Most of the Lauder companies really have their acts together when it comes to formulating state-of-the-art moisturizers, serums, and sunscreens that leave out the problematic plant extracts (and that represents a lot of products given the almost two dozen cosmetics companies under the Lauder corporate banner). Origins is the exception, and we encourage my readers who prefer to shop for skin care at the department store to explore the truly far better options from Clinique, Estee Lauder, Prescriptives, M.A.C., Bobbi Brown, or even La Mer. Even salon-styled Aveda, also owned by Lauder, with a natural theme similar to Origins, has less problematic formulas.
For more information about Origins, owned by Estee Lauder, call (800) 674-4467 or visit www.origins.com.
Compared to the makeup offered by almost all of the other Estee Lauderowned lines, Origins falls short by virtue of including ingredients that align with its marketing image of offering natural ingredients that have the blessing of Mother Nature regardless of the risks they pose for skin. As omnipotent as Mom may be, this force of nature is a disaster waiting to happen. A secondary reason Origins isn't competing as well with its sister companies is that for many products (particularly the lipsticks, blush, and cleverly named but non-essential specialty products) the technology isn't as advanced. That lack of technological creativity combined with significant amounts of hostile essential oils will help you understand why we recommend exploring similar, but superior (and irritant-free), options from any of the other Lauder companies from Clinique to M.A.C.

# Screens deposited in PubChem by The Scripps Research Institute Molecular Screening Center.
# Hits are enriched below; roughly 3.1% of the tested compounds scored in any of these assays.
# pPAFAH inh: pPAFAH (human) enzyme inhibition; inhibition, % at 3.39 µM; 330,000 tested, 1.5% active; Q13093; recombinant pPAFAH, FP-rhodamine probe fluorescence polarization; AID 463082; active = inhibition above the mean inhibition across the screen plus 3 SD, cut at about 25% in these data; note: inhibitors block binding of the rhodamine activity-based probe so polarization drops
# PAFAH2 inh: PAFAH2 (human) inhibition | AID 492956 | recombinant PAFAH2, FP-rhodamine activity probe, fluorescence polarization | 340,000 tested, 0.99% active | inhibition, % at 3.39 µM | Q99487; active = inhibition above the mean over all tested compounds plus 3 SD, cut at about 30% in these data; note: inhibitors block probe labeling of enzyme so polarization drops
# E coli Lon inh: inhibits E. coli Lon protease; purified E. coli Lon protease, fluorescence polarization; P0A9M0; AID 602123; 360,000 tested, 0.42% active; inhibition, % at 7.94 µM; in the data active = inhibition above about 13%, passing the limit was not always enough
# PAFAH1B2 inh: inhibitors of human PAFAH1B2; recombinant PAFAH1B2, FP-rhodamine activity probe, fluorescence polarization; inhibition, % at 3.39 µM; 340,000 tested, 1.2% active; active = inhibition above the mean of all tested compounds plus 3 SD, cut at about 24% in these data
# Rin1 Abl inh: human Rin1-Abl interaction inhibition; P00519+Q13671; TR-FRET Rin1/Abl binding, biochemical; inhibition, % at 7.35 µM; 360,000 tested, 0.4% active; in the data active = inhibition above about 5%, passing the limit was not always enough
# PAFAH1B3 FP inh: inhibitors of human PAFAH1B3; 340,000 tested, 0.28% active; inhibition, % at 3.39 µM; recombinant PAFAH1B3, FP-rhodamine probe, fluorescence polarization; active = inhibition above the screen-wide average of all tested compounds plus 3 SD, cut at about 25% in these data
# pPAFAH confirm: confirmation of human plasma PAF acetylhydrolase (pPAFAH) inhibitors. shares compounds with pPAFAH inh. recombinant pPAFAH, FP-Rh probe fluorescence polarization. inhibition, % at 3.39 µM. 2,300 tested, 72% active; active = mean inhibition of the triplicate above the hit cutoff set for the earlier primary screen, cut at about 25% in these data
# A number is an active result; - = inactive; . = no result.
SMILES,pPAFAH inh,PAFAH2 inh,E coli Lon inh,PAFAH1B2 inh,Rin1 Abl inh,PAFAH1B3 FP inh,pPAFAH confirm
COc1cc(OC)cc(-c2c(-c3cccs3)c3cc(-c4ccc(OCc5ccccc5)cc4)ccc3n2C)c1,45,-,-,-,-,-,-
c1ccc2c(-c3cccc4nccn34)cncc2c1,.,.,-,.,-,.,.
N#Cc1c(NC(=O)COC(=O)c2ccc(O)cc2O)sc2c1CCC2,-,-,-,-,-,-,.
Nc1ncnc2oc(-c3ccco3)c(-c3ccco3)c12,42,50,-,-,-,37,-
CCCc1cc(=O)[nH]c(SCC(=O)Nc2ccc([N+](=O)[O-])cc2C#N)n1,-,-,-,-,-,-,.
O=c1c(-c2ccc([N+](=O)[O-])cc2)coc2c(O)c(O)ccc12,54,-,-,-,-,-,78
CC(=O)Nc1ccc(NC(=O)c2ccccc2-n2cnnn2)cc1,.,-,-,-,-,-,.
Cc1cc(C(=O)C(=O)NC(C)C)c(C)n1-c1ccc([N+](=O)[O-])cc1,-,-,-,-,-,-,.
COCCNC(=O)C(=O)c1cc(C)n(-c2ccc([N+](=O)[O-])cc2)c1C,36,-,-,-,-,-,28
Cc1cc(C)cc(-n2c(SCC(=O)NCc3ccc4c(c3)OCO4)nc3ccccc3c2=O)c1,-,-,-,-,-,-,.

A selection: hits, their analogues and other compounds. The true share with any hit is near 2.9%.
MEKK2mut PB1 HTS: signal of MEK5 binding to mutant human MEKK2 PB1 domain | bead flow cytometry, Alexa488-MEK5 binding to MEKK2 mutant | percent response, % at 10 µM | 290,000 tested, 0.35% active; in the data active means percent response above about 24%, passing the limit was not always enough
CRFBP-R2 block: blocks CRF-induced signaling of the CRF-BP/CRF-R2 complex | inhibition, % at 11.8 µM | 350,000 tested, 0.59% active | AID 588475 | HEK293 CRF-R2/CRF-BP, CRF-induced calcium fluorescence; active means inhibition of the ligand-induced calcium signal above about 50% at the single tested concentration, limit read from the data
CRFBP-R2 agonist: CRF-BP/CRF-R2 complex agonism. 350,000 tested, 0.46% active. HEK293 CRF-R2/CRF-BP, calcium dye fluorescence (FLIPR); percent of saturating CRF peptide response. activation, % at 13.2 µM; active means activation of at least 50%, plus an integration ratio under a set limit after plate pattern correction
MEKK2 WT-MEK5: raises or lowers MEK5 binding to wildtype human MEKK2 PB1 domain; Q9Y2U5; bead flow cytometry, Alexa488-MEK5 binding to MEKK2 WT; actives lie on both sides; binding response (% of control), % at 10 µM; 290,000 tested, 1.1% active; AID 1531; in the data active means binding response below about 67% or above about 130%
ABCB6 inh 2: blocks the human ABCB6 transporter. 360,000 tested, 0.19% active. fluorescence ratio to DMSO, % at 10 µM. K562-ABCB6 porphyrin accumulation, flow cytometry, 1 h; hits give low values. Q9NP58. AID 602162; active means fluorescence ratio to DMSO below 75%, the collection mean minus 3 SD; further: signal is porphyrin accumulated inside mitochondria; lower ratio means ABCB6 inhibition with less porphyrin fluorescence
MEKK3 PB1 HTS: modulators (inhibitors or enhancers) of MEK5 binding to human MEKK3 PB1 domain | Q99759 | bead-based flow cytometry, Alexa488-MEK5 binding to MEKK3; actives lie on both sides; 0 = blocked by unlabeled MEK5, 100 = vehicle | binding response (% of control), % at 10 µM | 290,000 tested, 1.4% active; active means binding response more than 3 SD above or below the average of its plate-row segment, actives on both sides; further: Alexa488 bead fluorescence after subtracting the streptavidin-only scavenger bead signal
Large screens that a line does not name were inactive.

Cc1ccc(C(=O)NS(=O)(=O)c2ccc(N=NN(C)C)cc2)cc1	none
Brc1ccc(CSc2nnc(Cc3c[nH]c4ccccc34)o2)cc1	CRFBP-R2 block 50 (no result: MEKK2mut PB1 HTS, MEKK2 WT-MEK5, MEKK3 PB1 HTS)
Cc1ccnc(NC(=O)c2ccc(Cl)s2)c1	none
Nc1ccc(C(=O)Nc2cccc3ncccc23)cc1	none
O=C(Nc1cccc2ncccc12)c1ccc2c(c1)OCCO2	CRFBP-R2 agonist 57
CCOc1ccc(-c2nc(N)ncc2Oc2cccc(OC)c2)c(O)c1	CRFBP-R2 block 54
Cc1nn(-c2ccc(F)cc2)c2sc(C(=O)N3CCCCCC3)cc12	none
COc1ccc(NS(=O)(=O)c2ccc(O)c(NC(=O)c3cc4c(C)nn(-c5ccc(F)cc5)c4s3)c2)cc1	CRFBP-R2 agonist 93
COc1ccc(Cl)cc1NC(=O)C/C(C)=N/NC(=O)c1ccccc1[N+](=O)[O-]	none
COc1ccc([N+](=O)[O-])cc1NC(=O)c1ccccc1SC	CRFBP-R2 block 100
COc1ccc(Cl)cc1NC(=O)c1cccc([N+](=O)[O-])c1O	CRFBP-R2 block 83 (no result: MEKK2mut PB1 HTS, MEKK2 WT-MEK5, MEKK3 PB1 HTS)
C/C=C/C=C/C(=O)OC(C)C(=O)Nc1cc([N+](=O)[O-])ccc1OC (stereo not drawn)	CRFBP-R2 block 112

If you're prone to being swayed by the promises of natural products (though Origins is not any more natural than many other lines, it just uses the most problematic plant extracts possible), there are a few outstanding gems to unearth here, and at prices that aren't unrealistic. Additionally, Origins' latest tester units, especially in their freestanding stores, are accessible and user-friendly. They include pull-out counters for added space and feature large mirrors. Combine this with a low-key yet helpful sales staff and knowing what to zero in on and you'll find shopping the best of Origins is a pleasure.
About the Experts
The Beautypedia team consists of skin care and makeup experts personally trained by the original Cosmetics Cop and best-selling beauty author, Paula Begoun. We’re fascinated by skin care and makeup products and thrilled when they meet or exceed our expectations, but we’re also disappointed when they fail to perform as claimed, are wildly overpriced, or contain ingredients scientific research has proven can hurt skin.
Our mission has always been to help you find the best products for your skin, no matter your budget or preferences. Beautypedia’s thorough and insightful reviews cut through the hype and provide reliable recommendations for all ages, skin types, and skin tones.